The federal government handed a victory Sunday to the tribe and its supporters fighting the Dakota Access Pipeline, announcing it would deny the permit needed to complete the project.
The Army Corps of Engineers said it will instead launch a more thorough review of the oil pipeline, considering alternate routes. The 1,200-mile line was slated to cross under the Missouri River in North Dakota next to the Standing Rock Sioux Reservation.
“The Standing Rock Sioux Tribe and all of Indian Country will forever be grateful to the Obama Administration for this historic decision,” Standing Rock Chairman Dave Archambault said in a statement.
The tribe sued the Corps this summer trying to stop the pipeline, concerned that a potential spill would contaminate its drinking water downstream. A federal judge denied the tribe’s request for an injunction to halt construction. The tribe appealed, but that request was also rejected by a panel of judges.
Interior Secretary Sally Jewell praised the “thoughtful approach” taken by the Corps.
“The Army’s announcement underscores that tribal rights reserved in treaties and federal law, as well as Nation-to-Nation consultation with tribal leaders, are essential components of the analysis to be undertaken in the environmental impact statement going forward,” she said.
While the thousands of people camped along the snowy banks of the Missouri River in solidarity with the tribe cheered upon learning the news Sunday, the future of the pipeline remains unclear as the Corps begins the process of the more thorough review, known as an environmental impact statement. The Corps promised “full public input and analysis” while it considers routes other than the one slated to cross under the river next to the reservation.
The Corps did not offer a timeline for when the review will be finished or where the other routes might go.
The Midwest Alliance for Infrastructure Now — a coalition of energy, labor and other groups that support the Dakota Access Pipeline — suggested the fight for the pipeline’s continued construction may not be over.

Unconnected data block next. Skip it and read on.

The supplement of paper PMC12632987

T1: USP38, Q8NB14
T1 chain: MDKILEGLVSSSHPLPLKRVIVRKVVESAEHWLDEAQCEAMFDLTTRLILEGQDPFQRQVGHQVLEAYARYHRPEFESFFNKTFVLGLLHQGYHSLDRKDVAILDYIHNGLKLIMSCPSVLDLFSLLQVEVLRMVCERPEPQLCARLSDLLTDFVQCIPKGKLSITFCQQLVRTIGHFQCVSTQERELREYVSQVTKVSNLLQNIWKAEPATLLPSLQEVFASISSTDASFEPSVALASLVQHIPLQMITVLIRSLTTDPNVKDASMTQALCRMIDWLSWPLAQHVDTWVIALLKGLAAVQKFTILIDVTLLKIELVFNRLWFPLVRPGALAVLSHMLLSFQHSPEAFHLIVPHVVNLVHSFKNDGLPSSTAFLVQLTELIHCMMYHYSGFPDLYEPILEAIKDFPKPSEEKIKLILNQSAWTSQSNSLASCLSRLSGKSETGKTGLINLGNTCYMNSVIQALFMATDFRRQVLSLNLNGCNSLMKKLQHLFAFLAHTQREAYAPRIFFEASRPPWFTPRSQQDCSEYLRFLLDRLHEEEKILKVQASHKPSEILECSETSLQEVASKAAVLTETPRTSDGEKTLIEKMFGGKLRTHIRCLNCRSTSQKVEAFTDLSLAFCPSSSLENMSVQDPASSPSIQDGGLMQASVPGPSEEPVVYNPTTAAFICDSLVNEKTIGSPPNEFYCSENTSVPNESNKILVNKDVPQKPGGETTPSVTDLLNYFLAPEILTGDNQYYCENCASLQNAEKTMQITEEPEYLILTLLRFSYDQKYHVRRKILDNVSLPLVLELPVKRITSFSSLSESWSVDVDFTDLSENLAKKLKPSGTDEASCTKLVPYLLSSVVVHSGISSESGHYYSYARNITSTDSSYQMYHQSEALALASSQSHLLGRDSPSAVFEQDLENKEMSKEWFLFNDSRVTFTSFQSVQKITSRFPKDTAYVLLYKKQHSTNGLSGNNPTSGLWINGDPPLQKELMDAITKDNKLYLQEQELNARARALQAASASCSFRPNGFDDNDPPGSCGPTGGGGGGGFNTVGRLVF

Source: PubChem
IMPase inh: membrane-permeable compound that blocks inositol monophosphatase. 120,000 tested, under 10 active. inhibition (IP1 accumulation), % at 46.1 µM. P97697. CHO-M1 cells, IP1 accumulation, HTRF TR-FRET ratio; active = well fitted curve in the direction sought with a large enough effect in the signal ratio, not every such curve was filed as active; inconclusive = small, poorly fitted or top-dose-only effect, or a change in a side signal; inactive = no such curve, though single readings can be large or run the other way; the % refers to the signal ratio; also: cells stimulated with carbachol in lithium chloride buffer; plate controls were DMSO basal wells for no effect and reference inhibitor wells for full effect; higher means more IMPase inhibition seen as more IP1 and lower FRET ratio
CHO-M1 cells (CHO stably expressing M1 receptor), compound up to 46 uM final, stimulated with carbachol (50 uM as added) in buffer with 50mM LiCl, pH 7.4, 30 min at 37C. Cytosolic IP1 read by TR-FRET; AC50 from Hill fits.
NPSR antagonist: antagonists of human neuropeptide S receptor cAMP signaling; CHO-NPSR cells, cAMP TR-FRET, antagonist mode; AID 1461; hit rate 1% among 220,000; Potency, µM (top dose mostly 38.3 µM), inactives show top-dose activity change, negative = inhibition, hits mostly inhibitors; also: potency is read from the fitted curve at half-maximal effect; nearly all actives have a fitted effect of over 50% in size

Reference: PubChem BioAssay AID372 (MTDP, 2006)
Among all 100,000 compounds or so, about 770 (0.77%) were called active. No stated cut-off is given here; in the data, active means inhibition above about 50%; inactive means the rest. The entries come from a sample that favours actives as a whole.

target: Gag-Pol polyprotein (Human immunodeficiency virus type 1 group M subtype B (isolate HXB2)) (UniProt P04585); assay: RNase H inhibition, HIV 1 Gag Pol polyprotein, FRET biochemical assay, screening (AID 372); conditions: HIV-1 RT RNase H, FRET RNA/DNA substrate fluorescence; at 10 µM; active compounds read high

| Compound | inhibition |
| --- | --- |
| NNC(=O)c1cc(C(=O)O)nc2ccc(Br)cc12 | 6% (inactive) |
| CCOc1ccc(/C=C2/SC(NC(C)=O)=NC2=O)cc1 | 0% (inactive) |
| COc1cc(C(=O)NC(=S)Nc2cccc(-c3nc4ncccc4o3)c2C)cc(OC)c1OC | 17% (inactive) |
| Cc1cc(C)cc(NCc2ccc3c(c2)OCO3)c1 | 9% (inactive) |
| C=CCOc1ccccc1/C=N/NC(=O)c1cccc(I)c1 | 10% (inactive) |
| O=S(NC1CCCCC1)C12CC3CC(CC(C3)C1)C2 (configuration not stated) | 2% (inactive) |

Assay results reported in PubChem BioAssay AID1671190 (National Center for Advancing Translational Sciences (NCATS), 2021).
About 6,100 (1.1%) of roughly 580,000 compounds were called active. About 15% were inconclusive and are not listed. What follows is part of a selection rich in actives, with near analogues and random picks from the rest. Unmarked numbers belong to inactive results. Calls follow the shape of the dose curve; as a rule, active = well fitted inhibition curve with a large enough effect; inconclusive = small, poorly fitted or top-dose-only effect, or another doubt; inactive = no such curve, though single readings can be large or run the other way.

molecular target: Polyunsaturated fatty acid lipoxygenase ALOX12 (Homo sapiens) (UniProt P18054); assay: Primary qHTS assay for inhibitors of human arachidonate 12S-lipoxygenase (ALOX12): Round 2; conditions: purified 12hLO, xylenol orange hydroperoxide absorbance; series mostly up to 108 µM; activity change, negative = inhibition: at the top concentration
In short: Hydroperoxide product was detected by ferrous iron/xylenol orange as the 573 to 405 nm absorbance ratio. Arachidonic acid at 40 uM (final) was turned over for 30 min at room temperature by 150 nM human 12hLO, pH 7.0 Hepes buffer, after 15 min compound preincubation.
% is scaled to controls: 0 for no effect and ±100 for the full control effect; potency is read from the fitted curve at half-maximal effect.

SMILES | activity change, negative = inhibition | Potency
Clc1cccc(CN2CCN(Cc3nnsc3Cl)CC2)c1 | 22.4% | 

“With President-elect Trump set to take office in just a few weeks, we are hopeful that this is not the final word on the Dakota Access Pipeline,” said Craig Stevens, a spokesperson for the coalition.
The pipeline is already nearly complete, with hundreds of miles of pipe buried underground. The project crosses four states from the Bakken oil fields, through the Dakotas and Iowa to Illinois.
Construction has remained halted for months at its Missouri River crossing near the Standing Rock reservation while the Corps delayed making a decision on whether to grant the easement needed to connect the pipe laid on either side of the river. The Corps concluded last month that it met legal requirements in permitting the pipeline but sought more input from the Standing Rock tribe.
“Although we have had continuing discussion and exchanges of new information with the Standing Rock Sioux and Dakota Access, it’s clear that there’s more work to do,” said Jo-Ellen Darcy, the Army’s assistant secretary for civil works. “The best way to complete that work responsibly and expeditiously is to explore alternate routes for the pipeline crossing.”
North Dakota Gov. Jack Dalrymple called the Corps’s denial of the permit Sunday a “serious mistake.”
“It does nothing to resolve the issue, and worst of all it prolongs the serious problems faced by North Dakota law enforcement as they try to maintain public safety,” he said.
The state of North Dakota has authorized $17 million over the past four months to respond to demonstrators who oppose the pipeline. Thousands of protesters have camped on the prairie near pipeline construction for months, staging demonstrations from work areas to the state Capitol an hour north. Police officers have made more than 500 arrests, as they say protesters trespassed, engaged in riots and vandalized equipment, among other criminal acts.
Protest leaders have decried what they consider militarized tactics on the part of police. Law enforcement has used pepper spray, non-lethal bullets, tear gas and water hoses to contain crowds. Organizers of the protest maintain that demonstrators are unarmed.
“Throughout this effort I have stressed the importance of acting at all times in a peaceful and prayerful manner — and that is how we will respond to this decision,” Archambault said. “With this decision we look forward to being able to return home and spend the winter with our families and loved ones, many of whom have sacrificed as well.”
But to the pipeline’s supporters, the Corps’s announcement ushered in disappointment.
“Today’s unfortunate decision sends a very chilling signal to others who want to build infrastructure in this country,” said Rep. Kevin Cramer, R-N.D. “Roads, bridges, transmission lines, pipelines, wind farms and water lines will be very difficult, if not impossible, to build when criminal behavior is rewarded this way.”
Cramer criticized President Barack Obama for making the pipeline decision on his way out of the office. Obama said in an interview with Now This News last month that he wanted to look at options to re-route the project, though it wasn’t until Sunday that the Corps announced that was its plan.
“I’m encouraged we will restore law and order next month when we get a President who will not thumb his nose at the rule of law,” Cramer said.